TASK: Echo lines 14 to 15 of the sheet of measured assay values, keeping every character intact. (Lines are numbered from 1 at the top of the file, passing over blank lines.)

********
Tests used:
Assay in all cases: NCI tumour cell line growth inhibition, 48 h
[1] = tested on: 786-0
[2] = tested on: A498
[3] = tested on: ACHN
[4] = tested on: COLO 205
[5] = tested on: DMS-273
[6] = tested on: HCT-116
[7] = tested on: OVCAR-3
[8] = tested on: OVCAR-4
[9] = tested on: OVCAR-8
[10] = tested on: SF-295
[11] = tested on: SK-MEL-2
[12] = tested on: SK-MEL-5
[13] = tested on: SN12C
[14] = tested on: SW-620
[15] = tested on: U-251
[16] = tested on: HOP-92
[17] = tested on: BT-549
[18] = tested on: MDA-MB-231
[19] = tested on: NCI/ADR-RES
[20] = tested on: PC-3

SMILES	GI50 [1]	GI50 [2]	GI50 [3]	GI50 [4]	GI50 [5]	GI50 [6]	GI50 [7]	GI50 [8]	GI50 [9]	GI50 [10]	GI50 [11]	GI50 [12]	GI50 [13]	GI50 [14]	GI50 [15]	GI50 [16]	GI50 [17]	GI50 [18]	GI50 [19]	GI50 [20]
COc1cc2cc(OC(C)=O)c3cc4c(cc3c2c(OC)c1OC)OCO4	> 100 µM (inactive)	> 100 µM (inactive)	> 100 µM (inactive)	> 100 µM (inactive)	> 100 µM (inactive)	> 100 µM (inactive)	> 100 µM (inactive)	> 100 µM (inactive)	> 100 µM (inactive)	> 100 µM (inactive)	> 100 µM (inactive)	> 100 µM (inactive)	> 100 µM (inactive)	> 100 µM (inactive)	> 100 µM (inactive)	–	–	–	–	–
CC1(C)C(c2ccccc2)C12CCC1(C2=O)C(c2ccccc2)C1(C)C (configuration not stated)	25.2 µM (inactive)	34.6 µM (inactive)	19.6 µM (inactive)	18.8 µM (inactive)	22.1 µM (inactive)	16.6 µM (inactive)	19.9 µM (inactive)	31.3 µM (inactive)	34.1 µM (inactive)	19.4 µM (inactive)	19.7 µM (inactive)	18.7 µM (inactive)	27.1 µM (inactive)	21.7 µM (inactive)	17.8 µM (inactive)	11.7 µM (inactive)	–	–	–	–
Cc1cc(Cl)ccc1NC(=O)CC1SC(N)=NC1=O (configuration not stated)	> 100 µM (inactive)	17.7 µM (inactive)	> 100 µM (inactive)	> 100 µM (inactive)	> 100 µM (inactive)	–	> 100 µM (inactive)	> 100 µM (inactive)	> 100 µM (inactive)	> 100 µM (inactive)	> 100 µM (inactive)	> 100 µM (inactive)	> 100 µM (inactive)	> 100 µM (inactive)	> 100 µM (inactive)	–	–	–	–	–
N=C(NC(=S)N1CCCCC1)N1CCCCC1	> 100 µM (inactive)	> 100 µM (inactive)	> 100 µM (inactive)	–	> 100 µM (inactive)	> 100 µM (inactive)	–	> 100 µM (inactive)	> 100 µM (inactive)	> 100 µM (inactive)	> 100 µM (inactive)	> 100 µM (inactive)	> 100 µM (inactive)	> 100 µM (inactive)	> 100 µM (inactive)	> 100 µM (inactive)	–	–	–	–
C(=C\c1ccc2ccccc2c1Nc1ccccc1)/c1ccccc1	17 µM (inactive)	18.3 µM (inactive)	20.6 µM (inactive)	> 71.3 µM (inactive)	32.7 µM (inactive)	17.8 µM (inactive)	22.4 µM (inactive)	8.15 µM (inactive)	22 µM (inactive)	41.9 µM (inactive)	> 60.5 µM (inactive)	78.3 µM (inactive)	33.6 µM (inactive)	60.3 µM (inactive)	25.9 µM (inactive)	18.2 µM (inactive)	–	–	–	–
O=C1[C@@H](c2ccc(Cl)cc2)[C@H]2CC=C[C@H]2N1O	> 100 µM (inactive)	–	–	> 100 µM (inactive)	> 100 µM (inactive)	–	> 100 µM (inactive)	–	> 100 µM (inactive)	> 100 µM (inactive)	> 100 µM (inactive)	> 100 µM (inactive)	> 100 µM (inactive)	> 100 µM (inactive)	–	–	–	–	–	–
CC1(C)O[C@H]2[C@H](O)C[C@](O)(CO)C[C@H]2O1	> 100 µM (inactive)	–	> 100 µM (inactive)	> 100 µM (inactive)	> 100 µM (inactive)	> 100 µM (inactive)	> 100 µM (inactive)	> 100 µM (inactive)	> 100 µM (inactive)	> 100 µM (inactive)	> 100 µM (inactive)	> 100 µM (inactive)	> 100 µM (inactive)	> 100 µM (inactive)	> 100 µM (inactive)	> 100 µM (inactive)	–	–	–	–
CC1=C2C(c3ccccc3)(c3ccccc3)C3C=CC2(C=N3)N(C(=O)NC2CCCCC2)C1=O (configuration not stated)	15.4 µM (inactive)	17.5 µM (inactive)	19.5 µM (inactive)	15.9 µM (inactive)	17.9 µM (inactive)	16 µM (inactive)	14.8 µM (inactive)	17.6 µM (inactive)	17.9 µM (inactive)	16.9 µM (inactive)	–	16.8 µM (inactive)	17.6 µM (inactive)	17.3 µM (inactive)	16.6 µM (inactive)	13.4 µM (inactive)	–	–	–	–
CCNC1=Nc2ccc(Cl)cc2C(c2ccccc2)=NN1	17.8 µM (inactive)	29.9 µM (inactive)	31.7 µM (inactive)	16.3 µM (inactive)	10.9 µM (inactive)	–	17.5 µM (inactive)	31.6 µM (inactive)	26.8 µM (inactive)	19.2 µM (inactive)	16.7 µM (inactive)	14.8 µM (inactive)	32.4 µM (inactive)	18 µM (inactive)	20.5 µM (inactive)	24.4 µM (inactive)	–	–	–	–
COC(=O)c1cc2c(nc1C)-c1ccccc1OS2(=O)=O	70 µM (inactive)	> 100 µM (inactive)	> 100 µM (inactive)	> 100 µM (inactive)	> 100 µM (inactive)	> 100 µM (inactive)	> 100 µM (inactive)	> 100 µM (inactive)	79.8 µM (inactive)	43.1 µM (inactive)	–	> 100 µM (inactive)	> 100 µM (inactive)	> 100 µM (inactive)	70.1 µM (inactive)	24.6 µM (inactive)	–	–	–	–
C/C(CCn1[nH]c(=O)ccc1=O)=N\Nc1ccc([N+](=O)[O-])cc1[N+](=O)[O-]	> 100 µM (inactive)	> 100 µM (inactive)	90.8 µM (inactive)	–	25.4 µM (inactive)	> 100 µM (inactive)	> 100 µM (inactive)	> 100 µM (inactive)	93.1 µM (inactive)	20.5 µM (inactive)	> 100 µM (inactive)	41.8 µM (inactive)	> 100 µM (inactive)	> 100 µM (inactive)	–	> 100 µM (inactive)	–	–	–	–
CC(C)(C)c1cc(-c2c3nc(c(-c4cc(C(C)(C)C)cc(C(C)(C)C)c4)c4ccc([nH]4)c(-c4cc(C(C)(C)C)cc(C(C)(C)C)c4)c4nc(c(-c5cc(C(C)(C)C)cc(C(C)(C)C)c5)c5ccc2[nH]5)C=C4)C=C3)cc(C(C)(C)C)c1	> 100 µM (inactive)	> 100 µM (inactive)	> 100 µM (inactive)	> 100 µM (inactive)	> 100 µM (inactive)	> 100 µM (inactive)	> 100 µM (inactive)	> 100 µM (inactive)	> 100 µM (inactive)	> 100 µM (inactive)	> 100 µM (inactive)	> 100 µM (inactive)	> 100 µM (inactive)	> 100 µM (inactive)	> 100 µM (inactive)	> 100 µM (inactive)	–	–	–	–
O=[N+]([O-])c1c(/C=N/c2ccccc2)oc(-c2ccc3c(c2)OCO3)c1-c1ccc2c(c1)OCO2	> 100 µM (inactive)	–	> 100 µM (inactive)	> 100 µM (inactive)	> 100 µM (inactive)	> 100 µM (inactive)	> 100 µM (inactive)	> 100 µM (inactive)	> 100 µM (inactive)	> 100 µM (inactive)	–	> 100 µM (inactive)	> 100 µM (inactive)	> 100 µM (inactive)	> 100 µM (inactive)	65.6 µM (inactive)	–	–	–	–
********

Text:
[12] = tested on: SK-MEL-5
[13] = tested on: SN12C